ZUMBROTA — Terry French rode home with the win, and for a change, he barely had to start up his engine.
French, along with about a dozen of his coworkers at Zumbrota Drivetrain – a company that manufactures and rebuilds transmissions, transfer cases and differentials, the gears that make a vehicle move – took part in the company's first-ever employee car show laslt week.
French won "Best in Show" with his highly modified 1964 Ford Fairlane, a car he's turned into a competition dragster complete with an engine too big for a hood and a drag chute to stop him at the end of a eighth-mile or quarter-mile run.
"Every nut and bolt on this thing, I've turned," French said of his 12-year labor of love. "But I didn't do the paint. I'm not a painter."
He does need a computer technician, though, since when racing he needs to use an onboard laptop to help set up each run. Running about 1,300 horsepower, the car can hit 170 mph in a quarter-mile.
The car is one of five Ford Fairlanes he owns, three of them rebuilt vehicles and two being "parts cars" that he uses as a source of parts for the other three.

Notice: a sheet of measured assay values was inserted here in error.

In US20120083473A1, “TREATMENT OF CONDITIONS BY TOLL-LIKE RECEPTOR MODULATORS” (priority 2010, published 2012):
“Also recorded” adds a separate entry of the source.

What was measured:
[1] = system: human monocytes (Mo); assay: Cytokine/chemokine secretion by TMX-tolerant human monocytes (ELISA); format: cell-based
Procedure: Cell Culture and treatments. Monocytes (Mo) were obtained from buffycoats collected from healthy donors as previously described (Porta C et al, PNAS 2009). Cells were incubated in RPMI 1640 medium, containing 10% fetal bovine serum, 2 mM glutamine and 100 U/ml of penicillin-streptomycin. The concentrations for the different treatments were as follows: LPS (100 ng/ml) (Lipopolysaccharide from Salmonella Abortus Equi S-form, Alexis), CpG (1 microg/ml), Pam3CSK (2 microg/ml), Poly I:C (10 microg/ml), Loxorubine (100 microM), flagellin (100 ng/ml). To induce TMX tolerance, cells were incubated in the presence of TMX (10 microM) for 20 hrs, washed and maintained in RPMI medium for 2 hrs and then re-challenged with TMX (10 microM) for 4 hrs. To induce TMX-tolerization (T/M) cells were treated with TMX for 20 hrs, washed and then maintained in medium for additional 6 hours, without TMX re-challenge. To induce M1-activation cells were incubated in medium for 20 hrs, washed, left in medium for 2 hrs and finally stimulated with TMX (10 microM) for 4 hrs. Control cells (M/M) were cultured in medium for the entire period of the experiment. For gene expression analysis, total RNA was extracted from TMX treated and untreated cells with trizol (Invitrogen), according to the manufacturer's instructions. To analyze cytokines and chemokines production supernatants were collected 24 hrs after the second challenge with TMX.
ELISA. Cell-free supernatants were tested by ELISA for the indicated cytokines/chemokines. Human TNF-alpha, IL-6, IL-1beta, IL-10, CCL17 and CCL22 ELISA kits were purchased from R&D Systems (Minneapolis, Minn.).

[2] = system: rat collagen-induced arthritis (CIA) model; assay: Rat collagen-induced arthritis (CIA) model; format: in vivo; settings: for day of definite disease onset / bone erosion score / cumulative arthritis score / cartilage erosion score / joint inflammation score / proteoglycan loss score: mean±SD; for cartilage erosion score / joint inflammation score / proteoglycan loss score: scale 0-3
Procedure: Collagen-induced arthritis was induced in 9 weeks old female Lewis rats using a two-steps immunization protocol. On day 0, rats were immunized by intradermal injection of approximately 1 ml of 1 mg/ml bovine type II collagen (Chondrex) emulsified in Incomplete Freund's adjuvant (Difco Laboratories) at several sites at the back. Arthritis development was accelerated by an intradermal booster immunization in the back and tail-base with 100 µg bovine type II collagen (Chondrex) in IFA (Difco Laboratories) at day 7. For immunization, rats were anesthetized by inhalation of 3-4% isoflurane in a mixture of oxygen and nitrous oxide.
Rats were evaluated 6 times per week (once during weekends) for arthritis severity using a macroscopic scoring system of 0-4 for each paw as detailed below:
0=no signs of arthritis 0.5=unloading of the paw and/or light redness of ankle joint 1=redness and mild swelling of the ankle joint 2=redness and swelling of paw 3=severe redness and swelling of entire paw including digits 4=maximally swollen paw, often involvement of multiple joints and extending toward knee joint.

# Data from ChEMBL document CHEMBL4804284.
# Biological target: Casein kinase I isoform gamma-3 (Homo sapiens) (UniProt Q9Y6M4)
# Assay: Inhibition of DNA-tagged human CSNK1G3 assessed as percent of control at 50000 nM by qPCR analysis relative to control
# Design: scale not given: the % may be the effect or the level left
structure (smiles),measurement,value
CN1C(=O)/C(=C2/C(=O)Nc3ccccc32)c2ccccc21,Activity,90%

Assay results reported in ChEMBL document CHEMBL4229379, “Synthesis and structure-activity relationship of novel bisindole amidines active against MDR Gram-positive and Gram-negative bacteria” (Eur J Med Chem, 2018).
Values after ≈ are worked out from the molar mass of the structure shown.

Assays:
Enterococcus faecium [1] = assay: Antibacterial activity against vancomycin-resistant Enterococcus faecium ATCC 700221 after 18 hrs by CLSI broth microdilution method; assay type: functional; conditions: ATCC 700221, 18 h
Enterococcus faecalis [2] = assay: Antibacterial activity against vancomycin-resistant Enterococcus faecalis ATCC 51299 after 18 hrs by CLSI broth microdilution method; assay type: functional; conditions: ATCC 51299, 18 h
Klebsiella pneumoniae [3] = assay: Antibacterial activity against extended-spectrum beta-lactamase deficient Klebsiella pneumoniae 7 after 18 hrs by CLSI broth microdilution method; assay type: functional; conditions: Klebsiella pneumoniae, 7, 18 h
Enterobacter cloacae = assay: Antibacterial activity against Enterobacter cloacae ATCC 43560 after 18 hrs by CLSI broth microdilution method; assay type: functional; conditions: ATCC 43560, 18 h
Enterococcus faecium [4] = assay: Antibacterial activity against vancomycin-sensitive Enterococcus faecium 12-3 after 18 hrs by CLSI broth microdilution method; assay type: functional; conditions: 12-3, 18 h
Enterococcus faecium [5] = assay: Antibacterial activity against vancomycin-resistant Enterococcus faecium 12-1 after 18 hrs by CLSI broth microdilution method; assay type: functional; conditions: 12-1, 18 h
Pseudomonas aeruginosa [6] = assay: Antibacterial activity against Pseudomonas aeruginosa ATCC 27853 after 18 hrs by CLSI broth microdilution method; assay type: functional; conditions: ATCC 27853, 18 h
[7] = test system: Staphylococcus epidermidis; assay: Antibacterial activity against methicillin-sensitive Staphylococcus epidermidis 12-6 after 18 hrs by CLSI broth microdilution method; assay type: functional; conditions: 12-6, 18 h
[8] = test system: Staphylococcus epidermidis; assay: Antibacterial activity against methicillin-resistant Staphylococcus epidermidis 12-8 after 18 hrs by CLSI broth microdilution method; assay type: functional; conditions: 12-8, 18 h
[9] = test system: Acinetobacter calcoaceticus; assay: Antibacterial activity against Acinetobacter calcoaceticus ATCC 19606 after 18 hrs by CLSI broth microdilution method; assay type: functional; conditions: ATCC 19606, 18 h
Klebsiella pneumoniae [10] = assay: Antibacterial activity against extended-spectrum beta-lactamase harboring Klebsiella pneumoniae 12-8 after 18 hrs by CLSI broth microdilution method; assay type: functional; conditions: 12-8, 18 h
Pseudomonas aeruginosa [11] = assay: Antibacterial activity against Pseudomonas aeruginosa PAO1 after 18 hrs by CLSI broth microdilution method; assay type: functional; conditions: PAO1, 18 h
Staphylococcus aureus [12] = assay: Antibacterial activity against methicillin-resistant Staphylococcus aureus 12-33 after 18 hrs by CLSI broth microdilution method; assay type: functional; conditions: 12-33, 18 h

While French's muscle-car monster was an ode to speed, several entries showed off their classic credentials.
Merrisa Huneke and her sister, Jill Ramboldt, brought two vehicles to the show, a 1948 Chevrolet Fleetline, which won the "Classiest Classic" category, and a 1978 Lincoln Continental originally purchased by her grandfather.
"He bought it brand-new as the Sunday going-to-church vehicle," said Huneke, who as the human resources director at the company organized the event as a way for the company's employees to show off their cars and have a good time.
"This just shows how we love our vehicles, both inside work and outside," Huneke said.
As for that 1948 Fleetwood, Huneke said the car's owner recently passed away, so her family is taking care of the car at the moment.
"The guy who owned it bought the visor 30 years before he bought the car," Huneke said, pointing to the metal visor over the outside of the windshield.
At each vehicle stood a proud owner willing to tell you what he or she had done to the vehicle, and why they loved that particular car.
Eric Blakstad said he bought his 1968 Dodge Polara about six years ago and then began to rebuild the engine and drivetrain. Growing up, his family always drove big Mopar vehicles, so when he saw the Polara with the body and interior in great shape, he couldn't pass it up.
Meanwhile, Loren Kispert wasn't sure what to call his vehicle, a 2018 Polaris RS1 that sits on tires that are 64 inches high and 26 inches wide. The "car," which won the "Creative Classic" award, requires special wheel hub gear assemblies to keep it from breaking axels, Kispert said.
Great on any terrain, the vehicle also can ride on the water – floating on those big tires – across lakes.
"I'm not a normal guy when it comes to my toys," Kispert said.